Fourth-generation farmer from The County elected president of National Potato Council
MADAWASKA, Maine — Growing up on his father’s potato farm in Cyr Plantation, Dominic LaJoie said he never could have imagined the size his family’s company, LaJoie Growers LLC, would reach. He also never planned on getting into politics.
Nonetheless, the National Potato Council elected LaJoie, a fourth-generation St. John Valley potato farmer, president of the Washington, D.C.-based interest group on Feb. 22.
LaJoie will serve a one-year term, during which he will lead the council through its transition to working with President Joe Biden’s administration, help coordinate its ongoing response to the pandemic-altered potato industry and generally pursue the industry’s priorities on a national level.
He will also host the annual National Potato Council’s summer meeting in Presque Isle in July, if COVID-19 safety protocols allow it. If the meeting takes place, it will be the first held in Aroostook County in the council’s history.
“Representing for Maine and for potato farmers in general is a feel-good thing for me,” LaJoie said. “It all goes back to the hard work that the generations before us accomplished so that we can benefit and live a good way of life and pass it on to the next generation.”
LaJoie first got involved in the policy side of the industry about 15 years ago, when another grower from the St. John Valley, who was planning to retire from his post on the Maine Potato Board, recruited LaJoie to represent the Valley’s interests on a state level.
Over the past decade and a half, LaJoie has served on the Maine Potato Board — spending two years as president of that organization — as well as the Maine Seed Potato Board. Before long, he moved to the National Potato Council where he served terms as first vice president and vice president for environmental affairs.
“He’s always been a good thinker and he looks out for the issues of the industry,” Maine Potato Board Executive Director Don Flannery said.
LaJoie has balanced his policy work with running the farm alongside a brother, a cousin and two nephews who represent the fifth generation of LaJoie growers.The business produces varieties of potatoes, beets, carrots, parsnips and grain on the 1,300-acre farm.
“It takes a good team at home,” LaJoie said.
During his tenure as National Potato Council president, LaJoie will continue to count on that team, as he will likely face a busy year after an unprecedented 2020.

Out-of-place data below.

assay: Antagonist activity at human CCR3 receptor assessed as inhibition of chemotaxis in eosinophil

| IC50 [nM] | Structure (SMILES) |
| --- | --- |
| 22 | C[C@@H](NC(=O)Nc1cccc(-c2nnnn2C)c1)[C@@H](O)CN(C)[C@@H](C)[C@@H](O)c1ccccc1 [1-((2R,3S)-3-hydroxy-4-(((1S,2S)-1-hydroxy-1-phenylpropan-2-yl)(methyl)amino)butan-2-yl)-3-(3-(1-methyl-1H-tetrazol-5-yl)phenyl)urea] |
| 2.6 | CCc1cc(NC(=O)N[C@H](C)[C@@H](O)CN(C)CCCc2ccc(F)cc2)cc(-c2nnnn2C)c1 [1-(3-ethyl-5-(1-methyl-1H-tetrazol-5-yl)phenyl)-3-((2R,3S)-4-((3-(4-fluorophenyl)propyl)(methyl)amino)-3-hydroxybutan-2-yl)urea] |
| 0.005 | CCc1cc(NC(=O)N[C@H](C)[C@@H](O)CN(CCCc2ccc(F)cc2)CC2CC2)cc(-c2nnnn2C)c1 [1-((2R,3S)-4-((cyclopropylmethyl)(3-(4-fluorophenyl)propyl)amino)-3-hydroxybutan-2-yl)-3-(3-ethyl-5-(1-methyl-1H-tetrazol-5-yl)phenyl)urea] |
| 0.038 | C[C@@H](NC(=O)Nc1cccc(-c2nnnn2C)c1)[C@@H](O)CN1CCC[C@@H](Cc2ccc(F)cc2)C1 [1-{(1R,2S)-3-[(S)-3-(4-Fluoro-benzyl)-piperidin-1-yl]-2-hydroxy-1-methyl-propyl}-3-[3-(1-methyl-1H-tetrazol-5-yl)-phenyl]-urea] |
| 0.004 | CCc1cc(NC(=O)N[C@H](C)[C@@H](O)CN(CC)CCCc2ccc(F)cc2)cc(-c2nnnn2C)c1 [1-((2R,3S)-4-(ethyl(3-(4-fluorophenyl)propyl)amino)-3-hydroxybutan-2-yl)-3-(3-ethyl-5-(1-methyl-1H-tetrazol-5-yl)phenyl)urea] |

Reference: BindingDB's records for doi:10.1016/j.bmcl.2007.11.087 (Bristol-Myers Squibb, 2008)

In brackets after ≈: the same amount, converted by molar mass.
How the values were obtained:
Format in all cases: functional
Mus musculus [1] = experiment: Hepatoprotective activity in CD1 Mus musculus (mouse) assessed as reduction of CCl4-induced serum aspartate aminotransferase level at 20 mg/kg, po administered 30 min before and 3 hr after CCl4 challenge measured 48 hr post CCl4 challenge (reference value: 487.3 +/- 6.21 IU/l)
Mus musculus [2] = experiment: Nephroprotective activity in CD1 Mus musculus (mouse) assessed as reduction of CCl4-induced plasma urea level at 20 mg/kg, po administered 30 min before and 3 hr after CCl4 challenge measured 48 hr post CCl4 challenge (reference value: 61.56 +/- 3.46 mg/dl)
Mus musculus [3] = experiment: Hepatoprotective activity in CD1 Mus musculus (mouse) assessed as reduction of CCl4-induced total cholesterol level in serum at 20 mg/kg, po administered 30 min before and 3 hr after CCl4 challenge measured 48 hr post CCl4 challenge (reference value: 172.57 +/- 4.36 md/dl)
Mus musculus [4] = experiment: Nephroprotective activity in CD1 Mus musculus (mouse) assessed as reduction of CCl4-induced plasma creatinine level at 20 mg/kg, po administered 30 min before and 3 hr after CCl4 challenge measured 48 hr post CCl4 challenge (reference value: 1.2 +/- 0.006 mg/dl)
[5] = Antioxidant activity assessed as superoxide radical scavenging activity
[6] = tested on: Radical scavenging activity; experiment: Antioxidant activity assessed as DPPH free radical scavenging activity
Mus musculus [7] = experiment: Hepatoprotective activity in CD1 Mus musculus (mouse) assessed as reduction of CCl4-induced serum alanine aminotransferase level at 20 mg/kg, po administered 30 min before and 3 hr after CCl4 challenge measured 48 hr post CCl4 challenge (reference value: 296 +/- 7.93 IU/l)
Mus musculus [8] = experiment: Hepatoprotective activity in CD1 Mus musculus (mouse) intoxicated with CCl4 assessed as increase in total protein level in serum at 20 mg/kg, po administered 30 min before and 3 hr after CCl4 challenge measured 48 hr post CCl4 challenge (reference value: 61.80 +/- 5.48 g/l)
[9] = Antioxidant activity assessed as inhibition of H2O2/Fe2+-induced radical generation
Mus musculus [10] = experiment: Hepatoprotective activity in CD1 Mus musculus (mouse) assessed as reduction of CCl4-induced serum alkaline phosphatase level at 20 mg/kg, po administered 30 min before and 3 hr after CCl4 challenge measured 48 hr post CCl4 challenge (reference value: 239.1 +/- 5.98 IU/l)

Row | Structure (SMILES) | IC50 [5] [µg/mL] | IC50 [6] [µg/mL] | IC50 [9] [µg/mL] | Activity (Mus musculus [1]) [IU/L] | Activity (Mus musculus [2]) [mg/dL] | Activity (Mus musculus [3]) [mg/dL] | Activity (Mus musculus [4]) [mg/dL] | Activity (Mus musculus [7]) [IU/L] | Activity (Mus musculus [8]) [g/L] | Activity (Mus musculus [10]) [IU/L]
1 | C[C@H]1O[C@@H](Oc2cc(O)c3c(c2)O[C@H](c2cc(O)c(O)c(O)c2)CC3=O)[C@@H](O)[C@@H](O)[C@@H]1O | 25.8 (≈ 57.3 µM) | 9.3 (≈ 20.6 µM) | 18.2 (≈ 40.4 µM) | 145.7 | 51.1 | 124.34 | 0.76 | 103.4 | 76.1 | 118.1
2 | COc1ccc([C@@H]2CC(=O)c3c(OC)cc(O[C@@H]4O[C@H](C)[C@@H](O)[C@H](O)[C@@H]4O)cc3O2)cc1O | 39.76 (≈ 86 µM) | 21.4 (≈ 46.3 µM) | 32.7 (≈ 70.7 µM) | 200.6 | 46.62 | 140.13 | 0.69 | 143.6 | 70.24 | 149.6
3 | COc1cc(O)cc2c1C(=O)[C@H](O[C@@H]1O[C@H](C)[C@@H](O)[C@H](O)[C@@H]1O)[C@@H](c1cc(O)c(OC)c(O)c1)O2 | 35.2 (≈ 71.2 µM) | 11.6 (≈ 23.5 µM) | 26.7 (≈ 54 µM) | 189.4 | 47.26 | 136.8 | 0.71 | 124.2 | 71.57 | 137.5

LaJoie said that the industry will likely be “forever changed” by the pandemic as the selling market moved away from restaurants and toward the retail industry. Last year also changed LaJoie’s personal priorities as a grower.
“I don’t want to waste any more if there’s somebody out there that can use it,” LaJoie said.
Over the course of the pandemic and subsequent economic fallout, buying groups emerged to connect growers to charitable organizations like food banks, where they can sell their products at a reduced price.
“That’s huge,” LaJoie said. “There’s a lot of people that never depended on food banks [who] didn’t know where they were going to get their next meal during this pandemic.”
Meanwhile, the National Potato Council is adjusting to the incoming administration, preparing to focus on environmental and nutrition legislation that could affect growers across the country. LaJoie is particularly concerned with ensuring farmers have access to water.
It’s a potent issue in Aroostook County, which has seen a few dry seasons in a row. LaJoie said that while just around 30 percent of Maine growers irrigate their crop now, he expects to see that number rise significantly in the coming years — he estimated Maine’s farms could reach 100 percent irrigation in the next 20 years.
“We’ll follow the regulations …. But those regulations need to be in a way that growers have access [to water] and growers can still protect the environment but use the resource,” LaJoie said.
For the National Potato Council, LaJoie said there’s no doubt that climate change is real, from droughts to emerging pests, it’s affecting potato growers nationwide every day. For him, it’s about striking a balance — finding solutions that protect farmers and the environment.
“I mean, we’re producing food, we’re feeding people,” he continued. “At the end of the day, there’s got to be a compromise in there.”
Therein lies the crux of LaJoie’s philosophy as a leader. A reserved, even-keeled man with a habit of chewing on a question for several seconds before answering, LaJoie’s ideal outcome is always compromise.
“I observe a lot, and I guess I like to hear the opinions around the table,” LaJoie said. “I’m looking for middle ground all the time …. When people take time and respect me and listen to my opinion, I give them all the time they need to voice their opinion and I feel like there’s always compromise.”
Despite a disposition seemingly at odds with a gridlocked Washington, LaJoie counts lawmakers from Maine to Colorado to Florida as partners. He looks forward to the problem-solving aspects of his job — untangling an issue until it’s easier to understand and address.
For the next year, it will be on LaJoie to lead that charge — to build solutions advantageous to all parties.
“You can’t write a manual for the next generation,” LaJoie said. “Every year is a new year and we’re ready for the challenge. But you can’t fall asleep at the wheel. There’s a lot more to farming and potato growing than people might think.”